ClinicalTrials.gov reports that researchers are conducting a large clinical trial designed to learn more about how chemotherapy affects the ability to think. Specifically, doctors at Memorial Sloan-Kettering Cancer Center in New York City want to know whether chemotherapy agents damage the DNA of women treated for breast cancer, and whether DNA damage is related to problems thinking.
This kind of research, with a large enough group to be statistically significant and a group of healthy “control” subjects, is ultimately going to drive the science of chemotherapy and cognition to a new level. In other words, trials like this may give doctors new insights into cancer treatment and brain function that could help the millions of breast cancer survivors in the United States. It might also translate to other cancers, too.
“Some research has shown that chemotherapy can cause changes in cognition [thinking] in breast cancer survivors,” the doctors write. “However, it is not clear why this change occurs. In this study, the investigators will look to see if damage to DNA is related to these changes in cognition.”
Doctors hope to enroll 150 women, all between 50 and 70 years old, at three different MSKCC sites: in New York City, in Commack, New York, and in Rockville Centre, New York.
The study, which began in June 2007, will be completed by June 2010. Women participating in the trial will be divided into three different groups, according to the information posted on ClinicalTrials.gov:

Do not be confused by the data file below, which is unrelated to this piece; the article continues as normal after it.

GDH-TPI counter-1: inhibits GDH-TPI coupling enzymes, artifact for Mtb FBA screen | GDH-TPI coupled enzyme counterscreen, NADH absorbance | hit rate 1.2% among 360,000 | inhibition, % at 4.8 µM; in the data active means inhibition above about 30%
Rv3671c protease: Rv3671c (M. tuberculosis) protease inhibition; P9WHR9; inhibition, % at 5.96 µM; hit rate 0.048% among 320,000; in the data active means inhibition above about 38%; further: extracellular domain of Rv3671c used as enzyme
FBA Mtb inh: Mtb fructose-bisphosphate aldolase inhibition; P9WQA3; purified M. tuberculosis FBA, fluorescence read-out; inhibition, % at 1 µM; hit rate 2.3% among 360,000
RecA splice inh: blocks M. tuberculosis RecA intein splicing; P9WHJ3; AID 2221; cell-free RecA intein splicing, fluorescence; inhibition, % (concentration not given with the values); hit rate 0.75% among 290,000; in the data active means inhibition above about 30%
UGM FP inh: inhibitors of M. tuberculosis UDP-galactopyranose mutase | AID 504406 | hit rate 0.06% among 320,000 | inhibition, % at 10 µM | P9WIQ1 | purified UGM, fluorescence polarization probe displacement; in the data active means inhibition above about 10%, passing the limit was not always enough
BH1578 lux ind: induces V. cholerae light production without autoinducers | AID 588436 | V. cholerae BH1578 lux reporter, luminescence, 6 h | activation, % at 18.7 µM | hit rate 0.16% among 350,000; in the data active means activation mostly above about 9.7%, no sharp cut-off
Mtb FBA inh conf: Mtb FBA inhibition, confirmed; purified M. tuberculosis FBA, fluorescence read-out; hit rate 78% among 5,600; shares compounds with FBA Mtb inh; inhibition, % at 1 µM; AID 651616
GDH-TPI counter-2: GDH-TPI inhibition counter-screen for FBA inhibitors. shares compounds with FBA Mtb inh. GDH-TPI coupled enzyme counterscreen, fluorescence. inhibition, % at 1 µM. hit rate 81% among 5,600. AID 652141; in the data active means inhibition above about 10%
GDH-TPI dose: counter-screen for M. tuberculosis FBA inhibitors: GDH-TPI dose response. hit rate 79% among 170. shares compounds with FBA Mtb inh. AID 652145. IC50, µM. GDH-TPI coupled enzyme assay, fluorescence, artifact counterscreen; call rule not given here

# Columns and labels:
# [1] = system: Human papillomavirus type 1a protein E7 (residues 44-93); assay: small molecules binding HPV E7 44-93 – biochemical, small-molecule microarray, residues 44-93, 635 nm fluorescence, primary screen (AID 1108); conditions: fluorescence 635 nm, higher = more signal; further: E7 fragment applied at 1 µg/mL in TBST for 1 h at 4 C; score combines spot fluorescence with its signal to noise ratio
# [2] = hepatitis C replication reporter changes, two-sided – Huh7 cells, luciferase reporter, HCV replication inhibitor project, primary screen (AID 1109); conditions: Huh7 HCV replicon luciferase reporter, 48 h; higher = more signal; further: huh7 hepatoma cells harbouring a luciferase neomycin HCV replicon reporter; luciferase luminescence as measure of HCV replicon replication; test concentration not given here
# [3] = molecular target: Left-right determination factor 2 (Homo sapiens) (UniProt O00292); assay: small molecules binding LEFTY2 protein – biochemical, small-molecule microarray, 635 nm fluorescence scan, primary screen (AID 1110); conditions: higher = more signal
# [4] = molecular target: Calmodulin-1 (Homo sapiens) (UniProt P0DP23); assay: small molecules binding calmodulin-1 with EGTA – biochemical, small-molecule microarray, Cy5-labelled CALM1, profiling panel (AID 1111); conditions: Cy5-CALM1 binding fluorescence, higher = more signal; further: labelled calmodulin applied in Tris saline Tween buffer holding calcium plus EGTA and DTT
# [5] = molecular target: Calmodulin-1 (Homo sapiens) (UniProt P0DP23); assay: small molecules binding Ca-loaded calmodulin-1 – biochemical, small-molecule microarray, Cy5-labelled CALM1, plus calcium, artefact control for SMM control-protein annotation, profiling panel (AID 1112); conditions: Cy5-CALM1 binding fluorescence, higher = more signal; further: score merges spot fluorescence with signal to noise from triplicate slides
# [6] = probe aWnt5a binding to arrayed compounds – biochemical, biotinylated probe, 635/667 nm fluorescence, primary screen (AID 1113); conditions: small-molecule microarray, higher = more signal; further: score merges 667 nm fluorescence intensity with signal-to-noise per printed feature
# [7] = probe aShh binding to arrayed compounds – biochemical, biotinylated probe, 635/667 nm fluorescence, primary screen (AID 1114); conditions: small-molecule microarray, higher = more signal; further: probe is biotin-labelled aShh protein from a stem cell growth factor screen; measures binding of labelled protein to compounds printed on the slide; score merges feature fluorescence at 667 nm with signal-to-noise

- Breast cancer survivors 2-6 years post-treatment who were post-menopausal at the time of diagnosis and treated with a combination of chemotherapy and hormonal therapy.
- Breast cancer survivors 2-6 years post-treatment who were post-menopausal at the time of diagnosis and treated only with hormonal therapy.
- Healthy women.
All participants will be given a mini “mental state exam” — a neuropsychological test that takes abou 2 hours to finish. Blood samples will also be drawn. Participants will be matched by age and education, as well — allowing researchers to draw valid, apples-to-apples comparisons.
The researchers conducting the trial, Dr. Tim Ahles and Dr. Denise Correa, write that “the primary objective of this proposal is to obtain preliminary data regarding the association between DNA damage and cognitive functioning in breast cancer survivors.”
They predict that breast cancer survivors treated with chemotherapy and hormonal therapy will have higher levels of DNA damage, compared with those treated only with hormonal therapy, and compared with the healthy women.
They also expect to find that those who show signs of cognitive impairment on tests will have higher levels of DNA damage.